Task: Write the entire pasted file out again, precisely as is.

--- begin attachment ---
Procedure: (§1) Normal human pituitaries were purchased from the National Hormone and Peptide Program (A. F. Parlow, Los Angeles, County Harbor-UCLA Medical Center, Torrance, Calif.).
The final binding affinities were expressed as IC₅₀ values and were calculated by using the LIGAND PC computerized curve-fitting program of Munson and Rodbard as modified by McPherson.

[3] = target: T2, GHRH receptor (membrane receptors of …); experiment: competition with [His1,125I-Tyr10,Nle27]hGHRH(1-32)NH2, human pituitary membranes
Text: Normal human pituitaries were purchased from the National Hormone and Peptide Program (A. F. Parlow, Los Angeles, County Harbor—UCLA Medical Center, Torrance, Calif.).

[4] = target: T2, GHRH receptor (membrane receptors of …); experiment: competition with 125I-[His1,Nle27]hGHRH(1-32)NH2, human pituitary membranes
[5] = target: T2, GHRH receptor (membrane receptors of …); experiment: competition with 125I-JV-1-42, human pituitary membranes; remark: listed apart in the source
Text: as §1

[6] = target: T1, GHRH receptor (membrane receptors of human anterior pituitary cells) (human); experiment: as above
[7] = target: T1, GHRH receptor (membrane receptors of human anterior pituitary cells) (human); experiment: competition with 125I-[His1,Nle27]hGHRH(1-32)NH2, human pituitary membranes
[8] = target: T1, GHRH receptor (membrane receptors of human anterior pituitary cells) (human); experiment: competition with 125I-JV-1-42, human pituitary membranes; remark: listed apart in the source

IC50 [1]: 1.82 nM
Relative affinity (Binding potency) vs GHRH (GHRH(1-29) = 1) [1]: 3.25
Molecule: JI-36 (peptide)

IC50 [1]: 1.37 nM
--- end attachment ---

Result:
Procedure: (§1) Normal human pituitaries were purchased from the National Hormone and Peptide Program (A. F. Parlow, Los Angeles, County Harbor-UCLA Medical Center, Torrance, Calif.).
The final binding affinities were expressed as IC₅₀ values and were calculated by using the LIGAND PC computerized curve-fitting program of Munson and Rodbard as modified by McPherson.

[3] = target: T2, GHRH receptor (membrane receptors of …); experiment: competition with [His1,125I-Tyr10,Nle27]hGHRH(1-32)NH2, human pituitary membranes
Text: Normal human pituitaries were purchased from the National Hormone and Peptide Program (A. F. Parlow, Los Angeles, County Harbor—UCLA Medical Center, Torrance, Calif.).

[4] = target: T2, GHRH receptor (membrane receptors of …); experiment: competition with 125I-[His1,Nle27]hGHRH(1-32)NH2, human pituitary membranes
[5] = target: T2, GHRH receptor (membrane receptors of …); experiment: competition with 125I-JV-1-42, human pituitary membranes; remark: listed apart in the source
Text: as §1

[6] = target: T1, GHRH receptor (membrane receptors of human anterior pituitary cells) (human); experiment: as above
[7] = target: T1, GHRH receptor (membrane receptors of human anterior pituitary cells) (human); experiment: competition with 125I-[His1,Nle27]hGHRH(1-32)NH2, human pituitary membranes
[8] = target: T1, GHRH receptor (membrane receptors of human anterior pituitary cells) (human); experiment: competition with 125I-JV-1-42, human pituitary membranes; remark: listed apart in the source

IC50 [1]: 1.82 nM
Relative affinity (Binding potency) vs GHRH (GHRH(1-29) = 1) [1]: 3.25
Molecule: JI-36 (peptide)

IC50 [1]: 1.37 nM